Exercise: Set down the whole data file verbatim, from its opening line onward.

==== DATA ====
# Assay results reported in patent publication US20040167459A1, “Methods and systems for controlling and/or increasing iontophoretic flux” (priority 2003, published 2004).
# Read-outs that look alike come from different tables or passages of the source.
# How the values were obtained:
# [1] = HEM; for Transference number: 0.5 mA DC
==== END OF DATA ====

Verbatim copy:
# Assay results reported in patent publication US20040167459A1, “Methods and systems for controlling and/or increasing iontophoretic flux” (priority 2003, published 2004).
# Read-outs that look alike come from different tables or passages of the source.
# How the values were obtained:
# [1] = HEM; for Transference number: 0.5 mA DC